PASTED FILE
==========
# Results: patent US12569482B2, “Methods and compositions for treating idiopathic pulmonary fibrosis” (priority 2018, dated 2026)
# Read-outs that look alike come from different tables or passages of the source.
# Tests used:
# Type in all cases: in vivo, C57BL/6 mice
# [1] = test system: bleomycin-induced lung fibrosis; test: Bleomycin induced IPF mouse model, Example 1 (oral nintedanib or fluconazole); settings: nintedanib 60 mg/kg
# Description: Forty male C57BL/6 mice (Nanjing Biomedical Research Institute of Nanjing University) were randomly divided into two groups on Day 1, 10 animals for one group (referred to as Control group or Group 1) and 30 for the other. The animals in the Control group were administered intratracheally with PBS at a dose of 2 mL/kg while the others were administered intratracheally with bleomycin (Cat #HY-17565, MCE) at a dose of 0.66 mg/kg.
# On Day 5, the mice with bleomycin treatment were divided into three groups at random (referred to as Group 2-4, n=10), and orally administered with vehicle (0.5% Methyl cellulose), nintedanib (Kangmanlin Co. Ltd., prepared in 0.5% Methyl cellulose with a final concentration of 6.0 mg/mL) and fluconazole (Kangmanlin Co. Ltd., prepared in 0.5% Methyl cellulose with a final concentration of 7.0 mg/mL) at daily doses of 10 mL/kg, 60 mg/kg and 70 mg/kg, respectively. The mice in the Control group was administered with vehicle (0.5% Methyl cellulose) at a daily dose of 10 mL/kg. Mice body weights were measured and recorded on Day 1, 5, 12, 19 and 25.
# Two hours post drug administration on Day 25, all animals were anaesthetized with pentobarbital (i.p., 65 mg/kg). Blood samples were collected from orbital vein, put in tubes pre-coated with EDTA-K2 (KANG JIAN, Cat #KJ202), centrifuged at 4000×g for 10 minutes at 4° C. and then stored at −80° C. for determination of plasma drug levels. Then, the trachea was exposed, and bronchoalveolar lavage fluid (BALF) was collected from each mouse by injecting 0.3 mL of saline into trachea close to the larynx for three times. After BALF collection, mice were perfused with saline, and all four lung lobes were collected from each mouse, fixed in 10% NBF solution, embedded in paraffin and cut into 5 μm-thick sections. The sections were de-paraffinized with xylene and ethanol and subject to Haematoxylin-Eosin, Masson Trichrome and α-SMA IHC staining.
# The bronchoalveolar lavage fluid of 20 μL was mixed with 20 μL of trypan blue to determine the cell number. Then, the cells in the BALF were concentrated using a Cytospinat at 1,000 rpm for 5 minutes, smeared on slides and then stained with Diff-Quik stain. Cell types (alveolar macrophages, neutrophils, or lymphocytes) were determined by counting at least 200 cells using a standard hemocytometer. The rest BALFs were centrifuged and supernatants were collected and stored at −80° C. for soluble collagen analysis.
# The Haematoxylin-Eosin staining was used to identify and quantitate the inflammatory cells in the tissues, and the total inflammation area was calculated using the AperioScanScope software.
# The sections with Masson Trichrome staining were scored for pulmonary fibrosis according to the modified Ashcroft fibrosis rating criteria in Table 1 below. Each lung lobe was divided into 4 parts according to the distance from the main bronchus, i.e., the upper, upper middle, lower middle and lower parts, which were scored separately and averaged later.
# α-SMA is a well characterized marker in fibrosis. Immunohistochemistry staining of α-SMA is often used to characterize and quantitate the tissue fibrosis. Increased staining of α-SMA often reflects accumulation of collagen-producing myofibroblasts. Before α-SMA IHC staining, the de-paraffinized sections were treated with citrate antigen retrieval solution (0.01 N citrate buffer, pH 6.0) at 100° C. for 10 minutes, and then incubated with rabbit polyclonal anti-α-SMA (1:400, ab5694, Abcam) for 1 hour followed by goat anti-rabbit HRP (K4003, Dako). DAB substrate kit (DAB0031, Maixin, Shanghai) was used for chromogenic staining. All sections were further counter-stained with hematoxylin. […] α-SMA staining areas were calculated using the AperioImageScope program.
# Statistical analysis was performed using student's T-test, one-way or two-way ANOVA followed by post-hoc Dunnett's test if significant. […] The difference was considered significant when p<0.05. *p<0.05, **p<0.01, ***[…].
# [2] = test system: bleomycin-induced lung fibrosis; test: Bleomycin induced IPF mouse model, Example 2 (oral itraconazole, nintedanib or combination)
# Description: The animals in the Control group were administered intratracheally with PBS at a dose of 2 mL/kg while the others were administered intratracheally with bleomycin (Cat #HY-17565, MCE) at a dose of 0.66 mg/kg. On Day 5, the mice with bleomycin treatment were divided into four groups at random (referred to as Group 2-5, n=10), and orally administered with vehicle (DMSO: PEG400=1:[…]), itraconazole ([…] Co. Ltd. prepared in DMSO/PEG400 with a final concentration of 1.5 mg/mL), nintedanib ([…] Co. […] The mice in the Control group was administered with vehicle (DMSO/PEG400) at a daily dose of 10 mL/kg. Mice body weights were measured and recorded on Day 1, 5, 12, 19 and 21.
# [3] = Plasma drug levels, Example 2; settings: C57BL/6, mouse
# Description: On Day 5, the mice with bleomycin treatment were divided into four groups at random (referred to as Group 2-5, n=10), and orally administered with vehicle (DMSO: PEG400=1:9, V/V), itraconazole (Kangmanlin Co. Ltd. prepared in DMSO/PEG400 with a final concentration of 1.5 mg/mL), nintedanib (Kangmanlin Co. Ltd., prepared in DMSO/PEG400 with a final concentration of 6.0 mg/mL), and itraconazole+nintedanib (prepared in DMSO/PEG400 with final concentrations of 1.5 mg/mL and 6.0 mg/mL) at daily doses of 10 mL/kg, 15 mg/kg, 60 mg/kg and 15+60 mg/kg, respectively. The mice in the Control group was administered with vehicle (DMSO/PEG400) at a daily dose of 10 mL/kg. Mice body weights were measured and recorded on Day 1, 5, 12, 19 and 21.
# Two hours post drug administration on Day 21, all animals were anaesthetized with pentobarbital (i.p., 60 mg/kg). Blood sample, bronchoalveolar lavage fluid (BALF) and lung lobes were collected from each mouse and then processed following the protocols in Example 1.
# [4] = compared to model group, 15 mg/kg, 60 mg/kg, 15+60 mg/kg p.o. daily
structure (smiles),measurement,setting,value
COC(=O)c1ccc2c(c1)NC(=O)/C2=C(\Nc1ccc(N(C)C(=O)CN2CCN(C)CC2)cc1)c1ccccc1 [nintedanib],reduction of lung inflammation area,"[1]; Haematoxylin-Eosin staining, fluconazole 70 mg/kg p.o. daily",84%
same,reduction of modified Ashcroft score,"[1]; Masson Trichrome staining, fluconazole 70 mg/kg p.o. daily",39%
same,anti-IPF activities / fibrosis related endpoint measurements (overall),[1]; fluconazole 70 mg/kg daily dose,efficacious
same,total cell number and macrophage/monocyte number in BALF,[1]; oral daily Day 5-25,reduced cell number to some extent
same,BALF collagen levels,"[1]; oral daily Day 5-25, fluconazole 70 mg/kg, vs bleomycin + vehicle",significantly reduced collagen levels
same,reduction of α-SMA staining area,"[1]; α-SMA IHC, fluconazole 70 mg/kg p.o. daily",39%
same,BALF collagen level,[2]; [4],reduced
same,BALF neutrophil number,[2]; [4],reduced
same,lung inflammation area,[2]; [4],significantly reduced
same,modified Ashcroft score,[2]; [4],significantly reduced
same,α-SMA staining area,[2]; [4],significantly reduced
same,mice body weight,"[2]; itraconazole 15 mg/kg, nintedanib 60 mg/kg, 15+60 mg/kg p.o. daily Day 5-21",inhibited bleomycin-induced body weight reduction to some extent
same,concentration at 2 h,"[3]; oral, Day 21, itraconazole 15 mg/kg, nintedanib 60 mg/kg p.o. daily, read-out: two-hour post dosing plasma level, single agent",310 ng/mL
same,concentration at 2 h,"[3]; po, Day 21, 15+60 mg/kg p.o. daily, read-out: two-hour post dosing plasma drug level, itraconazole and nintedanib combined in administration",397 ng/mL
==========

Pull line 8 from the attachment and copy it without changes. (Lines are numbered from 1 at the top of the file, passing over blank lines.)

# Two hours post drug administration on Day 25, all animals were anaesthetized with pentobarbital (i.p., 65 mg/kg). Blood samples were collected from orbital vein, put in tubes pre-coated with EDTA-K2 (KANG JIAN, Cat #KJ202), centrifuged at 4000×g for 10 minutes at 4° C. and then stored at −80° C. for determination of plasma drug levels. Then, the trachea was exposed, and bronchoalveolar lavage fluid (BALF) was collected from each mouse by injecting 0.3 mL of saline into trachea close to the larynx for three times. After BALF collection, mice were perfused with saline, and all four lung lobes were collected from each mouse, fixed in 10% NBF solution, embedded in paraffin and cut into 5 μm-thick sections. The sections were de-paraffinized with xylene and ethanol and subject to Haematoxylin-Eosin, Masson Trichrome and α-SMA IHC staining.